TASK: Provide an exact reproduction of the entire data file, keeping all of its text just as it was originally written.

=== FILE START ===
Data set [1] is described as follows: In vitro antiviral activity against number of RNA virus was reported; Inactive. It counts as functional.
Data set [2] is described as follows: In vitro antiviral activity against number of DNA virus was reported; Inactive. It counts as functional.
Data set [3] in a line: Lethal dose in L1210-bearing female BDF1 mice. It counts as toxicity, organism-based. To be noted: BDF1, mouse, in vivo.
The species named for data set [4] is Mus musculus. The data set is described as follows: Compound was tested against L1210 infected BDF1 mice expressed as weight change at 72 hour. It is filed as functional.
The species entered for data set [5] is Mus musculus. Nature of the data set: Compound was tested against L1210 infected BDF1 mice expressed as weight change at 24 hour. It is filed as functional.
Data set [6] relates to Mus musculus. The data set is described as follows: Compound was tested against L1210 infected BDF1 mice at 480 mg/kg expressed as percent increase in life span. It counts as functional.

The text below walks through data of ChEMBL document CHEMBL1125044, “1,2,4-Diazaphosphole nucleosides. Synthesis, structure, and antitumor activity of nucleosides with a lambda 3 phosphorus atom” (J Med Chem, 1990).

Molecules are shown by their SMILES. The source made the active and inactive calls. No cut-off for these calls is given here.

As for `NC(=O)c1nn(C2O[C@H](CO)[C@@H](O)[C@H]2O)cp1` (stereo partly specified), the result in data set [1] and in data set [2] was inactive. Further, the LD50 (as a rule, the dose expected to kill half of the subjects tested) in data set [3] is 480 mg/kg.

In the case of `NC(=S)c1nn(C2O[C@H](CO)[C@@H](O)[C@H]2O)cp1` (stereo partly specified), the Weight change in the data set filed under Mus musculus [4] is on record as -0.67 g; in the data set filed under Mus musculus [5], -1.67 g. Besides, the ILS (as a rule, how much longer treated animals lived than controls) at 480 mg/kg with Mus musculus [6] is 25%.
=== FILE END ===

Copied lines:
Data set [1] is described as follows: In vitro antiviral activity against number of RNA virus was reported; Inactive. It counts as functional.
Data set [2] is described as follows: In vitro antiviral activity against number of DNA virus was reported; Inactive. It counts as functional.
Data set [3] in a line: Lethal dose in L1210-bearing female BDF1 mice. It counts as toxicity, organism-based. To be noted: BDF1, mouse, in vivo.
The species named for data set [4] is Mus musculus. The data set is described as follows: Compound was tested against L1210 infected BDF1 mice expressed as weight change at 72 hour. It is filed as functional.
The species entered for data set [5] is Mus musculus. Nature of the data set: Compound was tested against L1210 infected BDF1 mice expressed as weight change at 24 hour. It is filed as functional.
Data set [6] relates to Mus musculus. The data set is described as follows: Compound was tested against L1210 infected BDF1 mice at 480 mg/kg expressed as percent increase in life span. It counts as functional.

The text below walks through data of ChEMBL document CHEMBL1125044, “1,2,4-Diazaphosphole nucleosides. Synthesis, structure, and antitumor activity of nucleosides with a lambda 3 phosphorus atom” (J Med Chem, 1990).

Molecules are shown by their SMILES. The source made the active and inactive calls. No cut-off for these calls is given here.

As for `NC(=O)c1nn(C2O[C@H](CO)[C@@H](O)[C@H]2O)cp1` (stereo partly specified), the result in data set [1] and in data set [2] was inactive. Further, the LD50 (as a rule, the dose expected to kill half of the subjects tested) in data set [3] is 480 mg/kg.

In the case of `NC(=S)c1nn(C2O[C@H](CO)[C@@H](O)[C@H]2O)cp1` (stereo partly specified), the Weight change in the data set filed under Mus musculus [4] is on record as -0.67 g; in the data set filed under Mus musculus [5], -1.67 g. Besides, the ILS (as a rule, how much longer treated animals lived than controls) at 480 mg/kg with Mus musculus [6] is 25%.